The course you are about to review is designed to examine cultural practices and beliefs in the areas of sexuality, pregnancy, childbirth and parenting. By utilizing cross-cultural anthropological data, in combination with a critical analysis of American habits and customs, we will delve into the shadow side of how we have been conceiving, gestating and birthing our babies – and the impact that this is having on us as individuals, as families, and as a society. Through a combination of lecture, film and focus-group interactions, we will discuss, at length, the things that we can do to heal our past and create a better future for ourselves and our children – a future that will enable us to preserve love in our families forever and completely transform the quality of our civilization.

Part I – A Cross-Cultural Look at Human Sexuality

Weeks 1 & 2 – An overview of the social construction of “masculinity” and “femininity” how these cultural definitions impact our relationships and the way we think about sex and love.

Week 3 – An examination of the media and pornography and the impact they are having on our understanding of human sexuality.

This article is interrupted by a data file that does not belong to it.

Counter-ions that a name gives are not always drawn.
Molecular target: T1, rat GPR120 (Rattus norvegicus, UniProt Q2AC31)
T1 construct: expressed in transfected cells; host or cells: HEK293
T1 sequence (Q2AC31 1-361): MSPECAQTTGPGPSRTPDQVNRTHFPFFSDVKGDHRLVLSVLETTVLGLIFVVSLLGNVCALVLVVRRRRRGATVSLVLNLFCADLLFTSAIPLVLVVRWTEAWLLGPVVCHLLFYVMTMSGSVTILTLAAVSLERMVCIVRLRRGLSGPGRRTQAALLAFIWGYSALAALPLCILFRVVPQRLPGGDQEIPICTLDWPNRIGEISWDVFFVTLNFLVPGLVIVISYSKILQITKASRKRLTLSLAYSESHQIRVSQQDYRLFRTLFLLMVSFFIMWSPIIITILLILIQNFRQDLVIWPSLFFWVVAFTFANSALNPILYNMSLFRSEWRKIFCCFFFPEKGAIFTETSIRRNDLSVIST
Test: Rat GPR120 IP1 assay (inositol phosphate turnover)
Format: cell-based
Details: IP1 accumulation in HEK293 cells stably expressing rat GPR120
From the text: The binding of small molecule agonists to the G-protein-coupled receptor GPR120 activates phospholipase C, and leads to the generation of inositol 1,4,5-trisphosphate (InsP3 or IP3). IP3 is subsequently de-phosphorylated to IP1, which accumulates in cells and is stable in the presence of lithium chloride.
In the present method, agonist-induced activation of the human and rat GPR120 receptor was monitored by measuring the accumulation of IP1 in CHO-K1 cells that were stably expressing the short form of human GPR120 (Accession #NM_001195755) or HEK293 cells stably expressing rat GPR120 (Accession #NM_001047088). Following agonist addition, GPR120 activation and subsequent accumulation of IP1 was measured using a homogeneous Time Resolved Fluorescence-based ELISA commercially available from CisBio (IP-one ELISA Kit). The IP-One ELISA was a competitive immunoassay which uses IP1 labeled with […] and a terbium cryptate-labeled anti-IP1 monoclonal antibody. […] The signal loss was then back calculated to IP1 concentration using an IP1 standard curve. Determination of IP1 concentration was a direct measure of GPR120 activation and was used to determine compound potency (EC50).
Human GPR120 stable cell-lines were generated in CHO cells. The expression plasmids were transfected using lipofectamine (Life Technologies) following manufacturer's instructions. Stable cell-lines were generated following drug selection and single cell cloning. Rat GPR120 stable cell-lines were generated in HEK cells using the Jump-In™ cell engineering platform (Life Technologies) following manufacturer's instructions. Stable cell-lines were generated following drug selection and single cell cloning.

Week 4 – A review of some of the most pertinent religious beliefs that Americans hold about gender, sexuality and childbirth, how this compares with indigenous cultures around the world, and how this is influencing the way we are conceiving, gestating and birthing our children.

Part II – A In-Depth Look at Pregnancy and Childbirth

This part of the course will offer in-depth information about the importance of our prenatal and birth experiences, and how they affect our lives and our civilization. We will look closely at hospital birthing practices and how technology can negatively influence gestation and birth. We will examine how the relationship between mother and father can affect baby’s brain development as well as its relational abilities later in life. We will learn about the importance of the mother-infant bond and how this bond begins to build in the earliest stages of gestation and can create a lifetime of healthy relating or its opposite. We will discuss, in-depth, the types of trauma that can occur during the various stages of gestation and at birth and how these traumas affect our later lives. We will also look closely at ways to prevent prenatal and birth trauma, and examine tools we can use to reorganize our own neurology and brain chemistry to repattern our own unhealthy imprints.